Belvoir’s 25A is a great initiative to re-open the Downstairs Theatre at Belvoir to independent artists, the first season looks great and was enthusiastically received. It looks like a very important addition to our theatre ecology and we all hope it will thrive and evolve.
I’ll write a little more about They Divided the Sky separately, it’s a beautiful novel by Christa Wolf (excellently translated by Luise von Flotow, if you want to dive into it before seeing our show), and the project has a very interesting provenance. More soon but fair warning: it’s a small venue and a short season, so book early if you don’t want to miss it.
M+M was the recipient of Green Room Awards for Ensemble and Sound/Music in the Independent Theatre category on Monday night. The award for Sound/Music was collected by Darrin Verhagen, while Josh Price, Johnny Carr and Emily Tomlins were on hand to accept the Ensemble Award.
The complete list of awards can be found here. DSE was particularly pleased to celebrate the success of Marg Horwell, who picked up a Costume and Set Award for Savages. We were also proud to see our stablemates from MTC’s NEON Festival, The Sovereign Wife, as well as our friends at Theatre Works and Melbourne Festival being handsomely acknowledged; 2013, was an incredible year for theatre here in Melbourne.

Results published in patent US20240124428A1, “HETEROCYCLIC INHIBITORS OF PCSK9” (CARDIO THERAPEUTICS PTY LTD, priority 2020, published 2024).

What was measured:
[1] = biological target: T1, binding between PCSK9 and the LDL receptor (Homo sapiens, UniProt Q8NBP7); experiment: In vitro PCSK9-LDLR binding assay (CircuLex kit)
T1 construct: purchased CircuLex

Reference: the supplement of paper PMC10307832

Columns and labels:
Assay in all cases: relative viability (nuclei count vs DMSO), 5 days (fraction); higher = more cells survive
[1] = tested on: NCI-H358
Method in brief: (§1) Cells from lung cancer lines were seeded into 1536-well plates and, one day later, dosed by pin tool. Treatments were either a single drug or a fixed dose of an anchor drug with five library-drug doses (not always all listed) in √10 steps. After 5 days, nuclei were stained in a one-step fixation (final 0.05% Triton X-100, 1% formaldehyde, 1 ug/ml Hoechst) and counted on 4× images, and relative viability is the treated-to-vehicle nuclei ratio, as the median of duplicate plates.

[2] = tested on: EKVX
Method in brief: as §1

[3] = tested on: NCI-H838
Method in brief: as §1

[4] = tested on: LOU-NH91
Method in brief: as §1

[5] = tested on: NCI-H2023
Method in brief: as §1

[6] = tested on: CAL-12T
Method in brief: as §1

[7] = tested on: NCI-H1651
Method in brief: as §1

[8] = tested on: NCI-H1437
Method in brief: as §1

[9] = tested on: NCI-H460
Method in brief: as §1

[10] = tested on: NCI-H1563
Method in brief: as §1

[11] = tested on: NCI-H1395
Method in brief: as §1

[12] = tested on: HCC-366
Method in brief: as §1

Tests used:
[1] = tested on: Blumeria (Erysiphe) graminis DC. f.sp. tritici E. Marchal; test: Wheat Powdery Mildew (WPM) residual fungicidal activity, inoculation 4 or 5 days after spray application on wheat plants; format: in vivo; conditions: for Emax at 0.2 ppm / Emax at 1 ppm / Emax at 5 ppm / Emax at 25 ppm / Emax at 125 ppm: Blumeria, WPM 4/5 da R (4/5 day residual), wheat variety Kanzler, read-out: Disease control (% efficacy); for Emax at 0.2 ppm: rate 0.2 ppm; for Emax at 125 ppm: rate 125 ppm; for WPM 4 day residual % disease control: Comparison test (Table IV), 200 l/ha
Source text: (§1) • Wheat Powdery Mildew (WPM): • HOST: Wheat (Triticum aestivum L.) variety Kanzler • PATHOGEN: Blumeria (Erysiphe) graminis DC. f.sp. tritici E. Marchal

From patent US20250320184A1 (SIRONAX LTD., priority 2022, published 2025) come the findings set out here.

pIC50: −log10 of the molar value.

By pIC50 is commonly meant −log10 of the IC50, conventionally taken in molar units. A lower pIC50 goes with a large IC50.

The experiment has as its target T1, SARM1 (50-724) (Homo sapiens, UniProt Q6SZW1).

Last night M+M was nominated for four 2013 Green Room Awards in the Independant Theatre section. The nominations are for Production, Ensemble, Set and Costume Design and Sound/Music. In addition, the wonderful Emily Tomlins was nominated in the Female Performer category for her body of work across the year.
The complete list of nominations can be found here.
Today we began rehearsals for M+M.
Tickets can be bought online at Theatre Works
Or Melbourne Festival.